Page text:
The Strange Reality of a WeHo without a Queer Nightlife Scene

“Basically, we’re fucked,” one drag performer said in the wake of the coronavirus bar shutdown
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It was an epidemiologist’s worst nightmare set to the new Justin Timberlake/SZA collab from Trolls World Tour.

L.A. was hours away from shutting down all bars due to the coronavirus pandemic, but you wouldn’t have known it from the typical Sunday chaos on Santa Monica Boulevard, as throngs of people (some shirtless) crammed into West Hollywood gay bars like Mother Lode, Mickey’s, and Rocco’s for one last ungloved hurrah.

At Rocco’s, a drag queen in a black latex leotard bravely swooped her hand down to grab a dollar bill from a customer. Another performer did the splits, touching the floor ever-so-quickly as she pulled herself up. Go-go dancers valiantly kneeled on bar tops, accepting cash in their crotches.


Like some other bars in this bustling strip, Rocco’s kept its doors open to the very last minute before L.A.’s shutdown of bars and restaurants, assuring guests in a now-deleted Instagram post that it was committed to “the strictest of sanitary guidelines” while pledging to limit the bar to a 300-person capacity versus 600 to 900 on its most crowded nights.

Restaurants and nightclubs with bigger reputations on the line didn’t seem eager to take on the same level of risk. The Abbey, L.A.’s most famous LGBTQ nightclub, shut its doors on Friday out of an abundance of caution. “If staying open caused the pandemic to spread more quickly, I would be inconsolable,” owner David Cooley explained in a press statement. On Sunday, a black tarp obscured views of its gothic interior, and the usually packed sidewalk leading up to its entrance was eerily empty. Meanwhile, the doors to PUMP, Lisa Vanderpump’s Italianate al fresco restaurant, had been hastily tied with a flexible red bicycle lock. “PUMP will be CLOSED today at 4 p.m. until further notice,” a sign read. “Thank you. Stay safe and healthy.”

For those who work in L.A.’s queer nightlife scene, the coronavirus closings have already been financially ruinous. “On Wednesday, I spent the first part of the day laying in bed watching my email notifications go off, like ‘canceled, canceled, canceled,’” says Joe Faragher, known in the local drag world as Pickle. “My entire schedule for the next three months just evaporated.”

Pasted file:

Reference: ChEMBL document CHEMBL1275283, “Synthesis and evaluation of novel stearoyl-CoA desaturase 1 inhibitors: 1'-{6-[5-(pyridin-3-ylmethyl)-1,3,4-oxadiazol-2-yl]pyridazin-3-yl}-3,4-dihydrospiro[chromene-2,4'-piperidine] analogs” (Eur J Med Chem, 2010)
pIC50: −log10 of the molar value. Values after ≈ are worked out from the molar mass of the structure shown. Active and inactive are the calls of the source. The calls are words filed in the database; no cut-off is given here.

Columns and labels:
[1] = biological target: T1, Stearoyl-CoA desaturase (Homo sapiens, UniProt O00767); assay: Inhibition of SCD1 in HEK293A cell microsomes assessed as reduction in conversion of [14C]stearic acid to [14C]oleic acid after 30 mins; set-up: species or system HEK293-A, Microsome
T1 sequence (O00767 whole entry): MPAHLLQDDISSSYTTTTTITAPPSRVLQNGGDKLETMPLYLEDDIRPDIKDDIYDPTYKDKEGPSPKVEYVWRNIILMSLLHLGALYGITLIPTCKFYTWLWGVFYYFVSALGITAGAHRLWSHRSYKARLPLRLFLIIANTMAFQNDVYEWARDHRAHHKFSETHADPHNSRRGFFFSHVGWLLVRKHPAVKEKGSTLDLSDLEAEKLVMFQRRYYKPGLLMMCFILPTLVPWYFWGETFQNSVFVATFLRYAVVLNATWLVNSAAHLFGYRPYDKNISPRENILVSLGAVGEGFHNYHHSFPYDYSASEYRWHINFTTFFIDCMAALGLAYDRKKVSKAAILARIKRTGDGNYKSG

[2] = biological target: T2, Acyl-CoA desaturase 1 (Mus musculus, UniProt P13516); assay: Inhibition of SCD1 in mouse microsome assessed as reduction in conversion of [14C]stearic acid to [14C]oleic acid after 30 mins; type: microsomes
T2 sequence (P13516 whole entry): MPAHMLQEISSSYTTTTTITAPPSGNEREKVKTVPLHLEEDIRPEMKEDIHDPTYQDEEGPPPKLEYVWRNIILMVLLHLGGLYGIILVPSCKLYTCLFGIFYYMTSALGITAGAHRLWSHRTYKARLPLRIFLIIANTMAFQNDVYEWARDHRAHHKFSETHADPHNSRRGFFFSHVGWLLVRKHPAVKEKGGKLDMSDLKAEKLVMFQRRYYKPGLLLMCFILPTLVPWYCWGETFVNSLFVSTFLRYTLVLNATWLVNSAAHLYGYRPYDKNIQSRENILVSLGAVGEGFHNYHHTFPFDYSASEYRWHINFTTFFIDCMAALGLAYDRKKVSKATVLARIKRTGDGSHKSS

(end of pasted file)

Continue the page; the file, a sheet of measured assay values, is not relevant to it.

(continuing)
In addition to booking drag acts at the Western-themed bar Flaming Saddles, Faragher also read stories to kids as part of Drag Queen Story Hour, coordinated by the Los Angeles Public Library system, which recently announced closures of its own through March 31. “Of course it’s scary when thousands of dollars disappear,” he says. “I’m just trying to take it one day at a time.”

Colton Iverson, a drag performer who regularly works the queer brunch circuit, put it more succinctly. “Basically, we’re fucked,” he says. “We were all just holding on and seeing if we could still maybe do our gigs to fewer people but now it’s clear [we can’t].”

“But,” he added, “I think a lot of us are going to try to move into digital content to try to keep our creativity going and give the world something positive.”

Some weren’t pleased that West Hollywood’s gay bars stayed open as long as they did. “Thanks for helping the spread of a virus. Glad ur proud,” read one comment on Rocco’s Instagram page. But others praised the bar for continuing to serve drinks as long as they did.

For performers, the situation is more emotionally complex. Faragher says he believes that, ultimately, the city is making the right decision in shutting down bars and nightclubs, even if it means he may go without income for weeks. “The bottom line is that things are closing down because they have to,” he says. “People can say whatever they want but that’s the truth.”


RELATED: L.A. Pride Is Being Postponed, but Organizers Are Determined to Reschedule


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